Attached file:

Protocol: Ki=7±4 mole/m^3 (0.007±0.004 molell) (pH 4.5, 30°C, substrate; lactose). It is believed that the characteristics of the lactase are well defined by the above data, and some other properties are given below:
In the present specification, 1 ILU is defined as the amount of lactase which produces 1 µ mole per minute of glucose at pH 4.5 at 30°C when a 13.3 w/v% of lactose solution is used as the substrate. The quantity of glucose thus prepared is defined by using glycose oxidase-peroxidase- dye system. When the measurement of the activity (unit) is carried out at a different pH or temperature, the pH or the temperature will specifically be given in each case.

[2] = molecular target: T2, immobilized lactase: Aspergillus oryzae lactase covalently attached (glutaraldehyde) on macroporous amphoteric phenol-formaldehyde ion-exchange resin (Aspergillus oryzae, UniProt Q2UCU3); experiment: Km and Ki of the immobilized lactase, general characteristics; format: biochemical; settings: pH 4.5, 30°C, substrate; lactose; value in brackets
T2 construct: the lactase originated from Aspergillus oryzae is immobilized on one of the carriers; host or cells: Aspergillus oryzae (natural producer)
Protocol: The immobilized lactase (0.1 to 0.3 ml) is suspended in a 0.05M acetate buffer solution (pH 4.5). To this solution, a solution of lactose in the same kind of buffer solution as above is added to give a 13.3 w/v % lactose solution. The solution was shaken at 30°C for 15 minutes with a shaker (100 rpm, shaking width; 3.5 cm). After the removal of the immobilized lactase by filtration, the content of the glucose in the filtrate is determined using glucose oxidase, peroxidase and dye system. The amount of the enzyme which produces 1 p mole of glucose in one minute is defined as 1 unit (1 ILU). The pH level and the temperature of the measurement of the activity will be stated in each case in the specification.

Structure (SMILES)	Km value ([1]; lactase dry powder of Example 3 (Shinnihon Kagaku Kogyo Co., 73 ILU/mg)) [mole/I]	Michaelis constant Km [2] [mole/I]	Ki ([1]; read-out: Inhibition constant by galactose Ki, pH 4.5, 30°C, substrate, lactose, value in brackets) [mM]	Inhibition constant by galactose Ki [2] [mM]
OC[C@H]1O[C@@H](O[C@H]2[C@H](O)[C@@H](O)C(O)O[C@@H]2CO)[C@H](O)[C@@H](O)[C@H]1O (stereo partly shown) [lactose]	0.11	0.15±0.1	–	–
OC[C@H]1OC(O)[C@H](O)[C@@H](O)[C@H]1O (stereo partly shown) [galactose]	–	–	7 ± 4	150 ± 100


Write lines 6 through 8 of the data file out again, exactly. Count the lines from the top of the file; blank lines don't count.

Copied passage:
Structure (SMILES)	Km value ([1]; lactase dry powder of Example 3 (Shinnihon Kagaku Kogyo Co., 73 ILU/mg)) [mole/I]	Michaelis constant Km [2] [mole/I]	Ki ([1]; read-out: Inhibition constant by galactose Ki, pH 4.5, 30°C, substrate, lactose, value in brackets) [mM]	Inhibition constant by galactose Ki [2] [mM]
OC[C@H]1O[C@@H](O[C@H]2[C@H](O)[C@@H](O)C(O)O[C@@H]2CO)[C@H](O)[C@@H](O)[C@H]1O (stereo partly shown) [lactose]	0.11	0.15±0.1	–	–
OC[C@H]1OC(O)[C@H](O)[C@@H](O)[C@H]1O (stereo partly shown) [galactose]	–	–	7 ± 4	150 ± 100